I’ve been hearing a lot of good about The Deep–Rivers Solomon’s novella, inspired by the song of the same name from the experimental hip hop group clipping.–ever since its release in 2019. And with it being spotlighted this month in one of r/Fantasy’s many book clubs, I finally decided to take the plunge.
The Deep tells the story of the wajinru–a society of merfolk descended from pregnant women thrown overboard during the transatlantic slave trade–while at the same time telling the story of their historian Yetu. Because the history of the wajinru is so painful, they cultivate short memories, allowing them to live in the moment while outsourcing their history to a single member of their society. Once a year, they gather to hear from the Historian, keeping them grounded as a people without forcing every member of their society to continually bear the weight of their past. But for Yetu, their current Historian, stewarding the history of her race is too great a weight, and she yearns to discharge the burden. Our story follows Yetu as she fights to be free from her people’s history and to find herself as an individual, intertwining stories from the wajinru’s past.
That’s a lot of story for a novella, I’m not sure Solomon quite succeeds in packing it all in, but the parts that work are truly tremendous. The Deep immediately sucked me in with a tight personal focus on Yetu as she approaches her breaking point. She’s erratic and unreliable and, as the sole Historian in her society, has no one else to lean on. We can see how she irritates the other waijinru, but they can’t see the turmoil that has led her to this position. And as the novella progresses, the excellent character introduction is supplemented by enthralling and lyrical tales from her people’s past–a powerful whirlwind of worldbuilding and emotional struggle.
But after Yetu reaches her breaking point and comes out the other side, the story slows as she tries to learn her place in the world and build a sense of self. Here, she first encounters people from outside her race and builds a relationship with one as she seeks to understand herself both as an individual and as one of the waijinru. This stretch of narrative allows the reader to catch their breath a bit, but Yetu’s internal and relational growth just isn’t as compelling as her character introduction–she doesn’t become cliched or two-dimensional, but it feels like there’s only one way her story can go, and the journey is interesting but not enthralling.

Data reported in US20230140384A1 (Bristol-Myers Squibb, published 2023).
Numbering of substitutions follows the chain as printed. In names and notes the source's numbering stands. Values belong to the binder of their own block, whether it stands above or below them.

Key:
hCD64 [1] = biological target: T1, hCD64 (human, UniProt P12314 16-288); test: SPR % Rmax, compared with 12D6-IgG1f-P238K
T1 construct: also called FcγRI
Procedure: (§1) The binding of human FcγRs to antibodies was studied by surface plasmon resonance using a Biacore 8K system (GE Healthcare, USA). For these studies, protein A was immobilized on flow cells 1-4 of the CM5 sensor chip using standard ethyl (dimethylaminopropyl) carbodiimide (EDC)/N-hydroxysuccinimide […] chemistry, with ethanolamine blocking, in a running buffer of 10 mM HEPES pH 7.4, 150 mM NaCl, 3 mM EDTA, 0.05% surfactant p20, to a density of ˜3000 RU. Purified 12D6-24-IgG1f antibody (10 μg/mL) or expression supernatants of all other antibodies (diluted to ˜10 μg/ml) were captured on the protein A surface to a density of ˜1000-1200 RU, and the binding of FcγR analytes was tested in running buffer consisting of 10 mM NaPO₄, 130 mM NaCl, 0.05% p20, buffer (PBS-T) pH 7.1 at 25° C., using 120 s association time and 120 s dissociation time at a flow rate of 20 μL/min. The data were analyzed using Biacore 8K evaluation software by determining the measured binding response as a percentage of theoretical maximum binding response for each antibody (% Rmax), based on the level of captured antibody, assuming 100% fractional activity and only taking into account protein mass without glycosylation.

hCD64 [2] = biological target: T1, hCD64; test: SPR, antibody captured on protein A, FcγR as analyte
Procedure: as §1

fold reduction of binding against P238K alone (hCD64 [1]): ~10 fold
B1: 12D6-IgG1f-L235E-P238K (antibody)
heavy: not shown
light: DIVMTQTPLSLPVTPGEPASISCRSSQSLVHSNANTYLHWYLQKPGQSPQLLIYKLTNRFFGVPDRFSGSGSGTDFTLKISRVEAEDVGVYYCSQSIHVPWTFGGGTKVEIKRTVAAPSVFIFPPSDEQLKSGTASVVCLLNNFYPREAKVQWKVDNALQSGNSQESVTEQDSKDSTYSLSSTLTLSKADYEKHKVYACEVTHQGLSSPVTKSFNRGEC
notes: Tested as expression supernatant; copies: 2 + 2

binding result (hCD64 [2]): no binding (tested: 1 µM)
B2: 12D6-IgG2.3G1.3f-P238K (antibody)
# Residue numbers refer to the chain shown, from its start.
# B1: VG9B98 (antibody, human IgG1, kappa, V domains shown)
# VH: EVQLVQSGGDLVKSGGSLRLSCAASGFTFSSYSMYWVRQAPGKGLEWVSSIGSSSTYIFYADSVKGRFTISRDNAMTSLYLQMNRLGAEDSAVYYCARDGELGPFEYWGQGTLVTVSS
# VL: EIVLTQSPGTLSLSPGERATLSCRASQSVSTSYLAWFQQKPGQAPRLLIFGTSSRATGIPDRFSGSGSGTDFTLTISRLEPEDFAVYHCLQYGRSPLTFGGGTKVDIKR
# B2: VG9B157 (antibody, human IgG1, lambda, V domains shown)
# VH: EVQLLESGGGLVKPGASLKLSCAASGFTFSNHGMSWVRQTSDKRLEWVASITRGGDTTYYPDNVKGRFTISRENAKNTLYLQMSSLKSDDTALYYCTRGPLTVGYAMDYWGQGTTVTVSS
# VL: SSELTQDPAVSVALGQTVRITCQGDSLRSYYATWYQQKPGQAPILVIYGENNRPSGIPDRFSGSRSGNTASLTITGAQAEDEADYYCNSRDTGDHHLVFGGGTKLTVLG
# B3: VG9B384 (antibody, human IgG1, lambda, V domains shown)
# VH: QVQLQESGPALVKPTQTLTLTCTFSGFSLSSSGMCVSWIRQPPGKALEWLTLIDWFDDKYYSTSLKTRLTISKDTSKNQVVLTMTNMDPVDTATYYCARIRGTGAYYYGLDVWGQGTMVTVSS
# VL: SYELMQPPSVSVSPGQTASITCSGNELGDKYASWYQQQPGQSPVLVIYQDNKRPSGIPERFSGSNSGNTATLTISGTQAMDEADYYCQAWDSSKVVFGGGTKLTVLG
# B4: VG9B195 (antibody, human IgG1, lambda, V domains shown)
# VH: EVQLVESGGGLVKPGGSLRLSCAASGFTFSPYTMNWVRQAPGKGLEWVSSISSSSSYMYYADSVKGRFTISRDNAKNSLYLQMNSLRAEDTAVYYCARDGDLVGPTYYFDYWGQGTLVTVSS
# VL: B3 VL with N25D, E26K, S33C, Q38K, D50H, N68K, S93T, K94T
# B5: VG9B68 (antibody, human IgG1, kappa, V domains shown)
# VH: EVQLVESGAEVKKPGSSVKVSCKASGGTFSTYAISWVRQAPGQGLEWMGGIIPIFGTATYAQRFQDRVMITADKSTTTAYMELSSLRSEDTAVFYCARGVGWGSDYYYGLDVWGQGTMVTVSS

The story closes with another whirlwind, but one that’s more chaotic than powerful. There are allusions throughout the novella to a war between humans and waijinru, but when the flashback finally comes, it feels rushed and disconnected from the rest of the novella. The present-day story of Yetu and her fellow waijinru closes quickly, but in a way that feels entirely earned by the preceding action. But the war flashback comes and goes in an instant and doesn’t impact the present-day story to a degree that justifies its prominent place in the narrative–it feels like it should’ve been a short story in the same world instead of a part of the novella.
Overall, Yetu’s story is well-done–especially at the beginning–and The Deep’s rich and evocative worldbuilding feels like it has room for more stories. But the narrative tries to do so much in such limited space that it isn’t able to carry the opening strength through to the end. There’s a lot of good here, and it’s worth reading for the strengths, but ultimately it falls a bit short of its sky-high potential.
Recommended if you like: high-quality worldbuilding, stories about working through trauma.
Overall rating: 14 of Tar Vol’s 20. Four stars on Goodreads.